It’s sometimes argued that applying the ordinary border controls rules to UK citizens is a form of ‘punishment’ by the EU, but this is not remotely a serious argument: unless otherwise agreed, the UK will be treated the same as any other non-EU country with a visa waiver and without a free movement arrangement with the EU, which is what the UK government chose to define the Brexit vote as meaning. It is the obvious corollary of the ‘take back control of borders’ slogan used by Leave campaigners. The real punishment is suffered by those who have to listen to the whining of people who are unable to take responsibility for the obvious and predictable consequences of their own decisions.    

Note that if the withdrawal agreement is ratified, free movement will still apply between the UK and the EU until the end of 2020, although this transition period might be extended by a single period of one or two years. In this scenario, the visa waiver will only really be relevant after that point, when (contrary to some false claims) free movement of people will end, unless the UK decides that, contrary to current UK government policy, it is willing to agree to a free movement system after all. The withdrawal agreement will also protect the status of UK citizens in the EU living there before the end of the transition period, which will otherwise primarily be left to national law of the Member States, as discussed here.

Finally, it should be noted that like other EU legislation on Brexit, this legislation is unilateral. Sometimes the EU agrees visa waiver treaties with non-EU States (for instance, with several Commonwealth States or Brazil), and sometimes it doesn’t, but exempts them on its own initiative, subject to an expectation of reciprocity (for instance, the USA, Canada and Japan). This isn’t a visa waiver treaty, so it’s not up to the UK to agree. And the UK does not have a vote on the law while a Member State either, because it opts out of Schengen visa policies.

Barnard & Peers: chapter 26, chapter 27
JHA4: chapter I:4
Photo credit: ETIAS.com

1 comment:

  1. Someone was asking on Twitter what the situation would be for people travelling from the UK into the EU27 after no-Deal Brexit with controlled medicines for personal use. Obviously movement of products is totally different from free movement of people – just a glance at the island of Ireland and the difference between the Common Travel Area which solves most (not all) of the problems of having an external border for people, whereas the Northern Ireland protocol is all about products is enough to tell us this.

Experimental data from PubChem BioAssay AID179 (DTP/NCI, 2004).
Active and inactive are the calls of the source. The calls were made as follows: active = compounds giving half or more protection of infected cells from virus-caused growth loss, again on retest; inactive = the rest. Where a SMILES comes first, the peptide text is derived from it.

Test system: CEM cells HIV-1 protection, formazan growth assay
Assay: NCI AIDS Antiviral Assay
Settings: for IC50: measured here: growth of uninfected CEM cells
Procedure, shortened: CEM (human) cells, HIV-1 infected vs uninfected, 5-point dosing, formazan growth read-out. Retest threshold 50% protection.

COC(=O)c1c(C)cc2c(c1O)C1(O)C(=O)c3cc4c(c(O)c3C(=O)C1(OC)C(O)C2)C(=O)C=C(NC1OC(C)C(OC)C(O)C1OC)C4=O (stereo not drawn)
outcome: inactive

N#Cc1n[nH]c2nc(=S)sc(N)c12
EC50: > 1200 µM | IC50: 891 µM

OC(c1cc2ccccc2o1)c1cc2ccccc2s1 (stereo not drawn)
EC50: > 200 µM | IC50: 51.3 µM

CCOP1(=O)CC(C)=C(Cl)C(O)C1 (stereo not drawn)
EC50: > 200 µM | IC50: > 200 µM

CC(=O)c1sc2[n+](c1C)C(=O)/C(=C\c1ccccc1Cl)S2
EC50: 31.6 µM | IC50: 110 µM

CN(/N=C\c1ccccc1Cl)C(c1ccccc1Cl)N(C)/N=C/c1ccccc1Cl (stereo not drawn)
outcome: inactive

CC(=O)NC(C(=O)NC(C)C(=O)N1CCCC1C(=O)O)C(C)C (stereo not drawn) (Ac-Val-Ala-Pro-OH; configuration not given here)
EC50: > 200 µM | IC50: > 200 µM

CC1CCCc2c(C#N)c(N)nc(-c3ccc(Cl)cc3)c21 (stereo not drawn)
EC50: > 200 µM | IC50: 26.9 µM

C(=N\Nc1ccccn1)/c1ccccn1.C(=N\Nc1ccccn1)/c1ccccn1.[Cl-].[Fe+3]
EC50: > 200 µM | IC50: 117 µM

As far as I know, there is no current proposal from the EU that would deal with movement of products in the event of a no-Deal Brexit, in the way that the legislation Steve reports on here deals with movement of people. Simply put, EU law on medicines covers the rules according to which medicines may be marketed in the EU. Medicines complying with those rules can cross internal borders within the EU. That’s the case for medicines moving for commercial reasons. EU law does not cover importation of medicines for personal reasons: that’s a national competence, as cases such as Case C-212/03 Commission v France demonstrate. That said, national rules on importation of medicines for personal reasons have to be compliant with general EU law on free movement of goods: that is, they must not impose an unjustified restriction on products crossing internal EU borders. The Withdrawal Agreement would continue the application of those rules during the transition period, until the future EU-UK trade relationship(s) was/were sorted out. Presumably such a trade relationship(s) could cover these kinds of questions, just as the current Treaty on the Functioning of the EU does at the moment (it is, after all, a trade agreement).
    But a no-Deal Brexit leaves national law unconstrained in this regard. Member States could – at least in theory – impose any restrictions (so long as WTO compliant, I guess, which doesn’t mean much). Whether they will or not is a different question. And different Member States might do different things.
    I’m really sorry that this is the best answer that I can come up with. One of the heart-breaking things about no-Deal Brexit is the levels of uncertainty, and lack of law (‘a-legality’) that it means. You can’t just rip the UK’s legal system from the EU’s like this: it’s far too enmeshed, and would have to be carefully unravelled over time: 40 years in, 40 years out.